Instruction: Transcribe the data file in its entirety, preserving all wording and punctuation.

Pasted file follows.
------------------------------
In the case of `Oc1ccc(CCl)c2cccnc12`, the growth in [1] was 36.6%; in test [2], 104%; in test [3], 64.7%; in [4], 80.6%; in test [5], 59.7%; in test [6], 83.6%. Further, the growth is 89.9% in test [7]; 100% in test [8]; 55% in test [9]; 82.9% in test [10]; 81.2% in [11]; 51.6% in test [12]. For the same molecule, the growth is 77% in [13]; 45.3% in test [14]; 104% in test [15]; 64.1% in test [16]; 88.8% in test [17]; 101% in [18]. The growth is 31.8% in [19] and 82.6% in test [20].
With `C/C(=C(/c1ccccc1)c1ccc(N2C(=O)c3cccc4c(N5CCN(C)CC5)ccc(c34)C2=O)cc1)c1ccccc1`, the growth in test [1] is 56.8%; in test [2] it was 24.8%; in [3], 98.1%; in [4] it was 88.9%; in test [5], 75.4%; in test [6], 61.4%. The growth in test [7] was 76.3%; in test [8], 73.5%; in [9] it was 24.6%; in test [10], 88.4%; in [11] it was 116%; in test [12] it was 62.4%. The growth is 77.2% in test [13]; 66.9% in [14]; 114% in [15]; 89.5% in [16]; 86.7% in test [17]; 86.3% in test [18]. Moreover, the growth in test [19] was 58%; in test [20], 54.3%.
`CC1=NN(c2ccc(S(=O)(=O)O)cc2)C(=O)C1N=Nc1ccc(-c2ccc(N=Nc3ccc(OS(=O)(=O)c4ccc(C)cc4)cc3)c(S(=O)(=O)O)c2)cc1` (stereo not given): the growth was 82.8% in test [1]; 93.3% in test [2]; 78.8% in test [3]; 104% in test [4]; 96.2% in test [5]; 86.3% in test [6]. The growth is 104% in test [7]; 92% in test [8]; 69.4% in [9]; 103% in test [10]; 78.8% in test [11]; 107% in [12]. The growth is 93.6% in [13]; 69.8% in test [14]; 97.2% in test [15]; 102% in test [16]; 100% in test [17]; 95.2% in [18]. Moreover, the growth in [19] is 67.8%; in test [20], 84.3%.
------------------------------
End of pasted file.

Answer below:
In the case of `Oc1ccc(CCl)c2cccnc12`, the growth in [1] was 36.6%; in test [2], 104%; in test [3], 64.7%; in [4], 80.6%; in test [5], 59.7%; in test [6], 83.6%. Further, the growth is 89.9% in test [7]; 100% in test [8]; 55% in test [9]; 82.9% in test [10]; 81.2% in [11]; 51.6% in test [12]. For the same molecule, the growth is 77% in [13]; 45.3% in test [14]; 104% in test [15]; 64.1% in test [16]; 88.8% in test [17]; 101% in [18]. The growth is 31.8% in [19] and 82.6% in test [20].
With `C/C(=C(/c1ccccc1)c1ccc(N2C(=O)c3cccc4c(N5CCN(C)CC5)ccc(c34)C2=O)cc1)c1ccccc1`, the growth in test [1] is 56.8%; in test [2] it was 24.8%; in [3], 98.1%; in [4] it was 88.9%; in test [5], 75.4%; in test [6], 61.4%. The growth in test [7] was 76.3%; in test [8], 73.5%; in [9] it was 24.6%; in test [10], 88.4%; in [11] it was 116%; in test [12] it was 62.4%. The growth is 77.2% in test [13]; 66.9% in [14]; 114% in [15]; 89.5% in [16]; 86.7% in test [17]; 86.3% in test [18]. Moreover, the growth in test [19] was 58%; in test [20], 54.3%.
`CC1=NN(c2ccc(S(=O)(=O)O)cc2)C(=O)C1N=Nc1ccc(-c2ccc(N=Nc3ccc(OS(=O)(=O)c4ccc(C)cc4)cc3)c(S(=O)(=O)O)c2)cc1` (stereo not given): the growth was 82.8% in test [1]; 93.3% in test [2]; 78.8% in test [3]; 104% in test [4]; 96.2% in test [5]; 86.3% in test [6]. The growth is 104% in test [7]; 92% in test [8]; 69.4% in [9]; 103% in test [10]; 78.8% in test [11]; 107% in [12]. The growth is 93.6% in [13]; 69.8% in test [14]; 97.2% in test [15]; 102% in test [16]; 100% in test [17]; 95.2% in [18]. Moreover, the growth in [19] is 67.8%; in test [20], 84.3%.